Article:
Once a thriving working-class community, but hit hard by retail and job losses in the 1990s, Panorama City is poised for change. The 5.5-square-mile community was the first planned development in the San Fernando Valley, with schools, parks, shopping, a hospital and industry. But planners foresaw a population of 20,000 to 30,000 for the unincorporated community, not today's 74,000.
Steel magnate Henry J. Kaiser had a motto: "Find a need and fill it." After World War II, Kaiser and land developer Fritz B. Burns realized returning GIs would need homes and plenty of them. Kaiser Homes bought about 400 acres of the Panorama Ranch dairy farm with plans to build 3,000 two- and three-bedroom homes. With $500 down, a veteran could purchase a two-bedroom home for $10,000. For Kaiser, whose father went blind and daughter died due to improper medical care, healthcare was a priority. Central to the plan for Panorama City was the Permanente Hospital. It was renamed Kaiser Permanente in 1953.
A Broadway department store opened in 1955 in one of the first malls in the San Fernando Valley, followed by Robinson's, Montgomery Ward, Orbach's and more than 100 smaller stores. A Schlitz Brewery, a General Motors Chevrolet manufacturing plant and Lockheed in nearby Burbank provided jobs.
But even a working-class utopia can't last. Newer shopping malls, including the first indoor mall, Northridge Fashion Square, which opened in 1971, drew West Valley shoppers. Tastemaker Orbach's was shuttered later in the decade, and other stores followed suit. The community was also hard hit by the downturn in aerospace and the closing of the GM plant in the early 1990s.
With some of the most affordable homes in the Valley, the area attracts young first-time buyers, said Realtor Linda Carreon of Dilbeck Gibson GMC. Planned unit developments, or PUDs, a cross between a single-family home and a townhome, are sprouting up with price tags in the low $300,000 range.
The Van Nuys Metrolink station is nearby, as well as easy access to the 5 and 405 freeways.
The Panorama City Mall has been reborn as a bargain shopper's paradise. The former Broadway building is now a multilevel Wal-Mart. The old GM plant reopened in 1995 as the Plant, a discount shopping center anchored by a Home Depot.
Good news, bad news
The Urban Design Assistance Team, a volunteer group sponsored by the American Institute of Architects of the San Fernando Valley, has proposed a town center revitalization plan, which includes a landscaped traffic circle, artist lofts and a farmers' market at the Plaza de Valle, new senior housing, a convention center, a performing arts center and a hotel.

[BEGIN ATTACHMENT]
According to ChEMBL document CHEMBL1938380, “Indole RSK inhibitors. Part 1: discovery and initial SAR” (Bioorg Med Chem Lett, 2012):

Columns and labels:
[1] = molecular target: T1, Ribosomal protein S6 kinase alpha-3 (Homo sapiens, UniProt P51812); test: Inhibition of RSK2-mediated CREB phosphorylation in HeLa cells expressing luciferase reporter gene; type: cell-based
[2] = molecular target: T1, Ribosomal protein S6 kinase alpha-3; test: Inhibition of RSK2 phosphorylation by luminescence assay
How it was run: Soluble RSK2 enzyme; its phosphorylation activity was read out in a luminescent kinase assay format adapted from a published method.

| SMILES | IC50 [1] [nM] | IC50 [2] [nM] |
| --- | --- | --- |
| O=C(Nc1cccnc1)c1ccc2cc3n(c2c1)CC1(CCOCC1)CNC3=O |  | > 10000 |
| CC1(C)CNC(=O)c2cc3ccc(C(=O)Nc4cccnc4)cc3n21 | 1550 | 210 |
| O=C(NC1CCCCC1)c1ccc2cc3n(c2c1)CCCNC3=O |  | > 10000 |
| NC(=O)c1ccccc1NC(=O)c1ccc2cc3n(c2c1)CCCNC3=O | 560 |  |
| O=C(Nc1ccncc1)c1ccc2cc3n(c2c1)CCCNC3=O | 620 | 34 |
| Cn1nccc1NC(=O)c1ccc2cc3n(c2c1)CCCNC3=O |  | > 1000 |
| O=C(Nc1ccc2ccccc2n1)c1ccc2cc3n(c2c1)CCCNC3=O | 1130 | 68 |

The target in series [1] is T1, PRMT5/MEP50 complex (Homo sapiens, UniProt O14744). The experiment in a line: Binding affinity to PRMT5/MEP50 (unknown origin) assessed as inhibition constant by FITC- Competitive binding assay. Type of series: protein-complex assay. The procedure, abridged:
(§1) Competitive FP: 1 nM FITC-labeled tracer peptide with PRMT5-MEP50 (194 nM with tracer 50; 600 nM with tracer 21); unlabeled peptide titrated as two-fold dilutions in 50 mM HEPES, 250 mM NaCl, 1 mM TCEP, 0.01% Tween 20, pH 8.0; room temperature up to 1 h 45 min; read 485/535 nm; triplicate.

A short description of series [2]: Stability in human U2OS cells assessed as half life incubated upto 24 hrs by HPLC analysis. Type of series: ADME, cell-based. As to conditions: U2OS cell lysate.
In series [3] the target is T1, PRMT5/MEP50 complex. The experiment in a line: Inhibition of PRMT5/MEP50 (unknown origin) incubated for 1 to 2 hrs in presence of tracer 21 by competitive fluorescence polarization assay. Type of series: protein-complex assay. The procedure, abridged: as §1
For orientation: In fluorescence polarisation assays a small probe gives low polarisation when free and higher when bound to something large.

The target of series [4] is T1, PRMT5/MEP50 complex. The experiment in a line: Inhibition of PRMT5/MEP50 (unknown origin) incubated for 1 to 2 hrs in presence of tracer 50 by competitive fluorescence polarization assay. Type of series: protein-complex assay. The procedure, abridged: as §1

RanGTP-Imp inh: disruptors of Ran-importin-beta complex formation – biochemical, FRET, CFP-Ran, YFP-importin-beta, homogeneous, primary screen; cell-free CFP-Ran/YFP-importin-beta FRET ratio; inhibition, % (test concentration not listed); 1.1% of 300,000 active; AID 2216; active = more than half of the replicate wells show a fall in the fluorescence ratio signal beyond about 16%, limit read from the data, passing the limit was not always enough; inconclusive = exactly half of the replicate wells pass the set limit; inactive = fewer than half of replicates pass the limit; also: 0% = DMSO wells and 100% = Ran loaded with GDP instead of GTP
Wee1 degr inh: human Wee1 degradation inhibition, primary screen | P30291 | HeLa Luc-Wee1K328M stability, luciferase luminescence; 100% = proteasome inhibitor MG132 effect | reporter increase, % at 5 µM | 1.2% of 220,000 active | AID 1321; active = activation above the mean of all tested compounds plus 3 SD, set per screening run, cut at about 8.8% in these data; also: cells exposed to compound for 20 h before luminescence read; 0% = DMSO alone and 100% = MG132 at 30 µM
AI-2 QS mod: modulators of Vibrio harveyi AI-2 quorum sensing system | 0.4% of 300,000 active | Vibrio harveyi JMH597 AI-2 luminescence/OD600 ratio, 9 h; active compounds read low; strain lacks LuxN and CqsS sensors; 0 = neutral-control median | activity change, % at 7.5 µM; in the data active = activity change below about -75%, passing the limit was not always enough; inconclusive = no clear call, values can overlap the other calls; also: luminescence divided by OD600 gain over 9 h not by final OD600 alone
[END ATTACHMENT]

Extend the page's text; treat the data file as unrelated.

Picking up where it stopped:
Architect and project leader Jerry Pollak said he selected Panorama City as a prototype because "it has the best potential" for renewal thanks to its central location, surrounded by residential areas. The apartment buildings have been a source of crime in the past, Pollak said, but the hope is that better education resources, including a manual arts workshop near the Plant and outreach programs for youth, will offer alternatives to drug abuse and crime. The L.A. Planning Commission has endorsed the plan as a guideline for development.
The area is in transition, said Realtor Jerry Humes. "There are pockets of really nice homes, but it seems ... torn in different directions," he said. "People are moving up and moving out. This is a starter community."
As of early April, there were eight homes on the market, from $335,000 for a 1,893-square-foot PUD home to $650,000 for a 2,400-square-foot house on a 24,900-square-foot lot. Thirteen condominiums and townhomes were listed from $139,500 for a 752-square-foot condominium to $299,000 for a 1,514-square-foot condominium. An original Kaiser home at 1,026 square feet on a 6,000-square-foot lot is on the market for $345,000.
Panorama City is at the intersection of Los Angeles Unified School Local Districts A, B and C. Three elementary schools serve the area with scores from 668 to 697 on the 2003 Academic Performance Index. Most middle-school students attend either Sepulveda Middle School in North Hills, which scored 564, or Byrd Middle School, 596. High school students go to Francis Polytechnic High in Sun Valley, which scored 518; James Monroe High in North Hills, 561; or Van Nuys High, 613. LAUSD is building a new high school in the community.
Single-family detached resales:
*Year to date.
Sources: DataQuick Information Systems, "The San Fernando Valley, America's Suburb" by Kevin Roderick, "San Fernando Valley" by Charles A. Bearchell and Larry D. Fried, Dilbeck Gibson GMC, Paramount Rodeo Realty, api.cde.ca.gov, www.ziprealty .com, Claritas, www.realestate.com.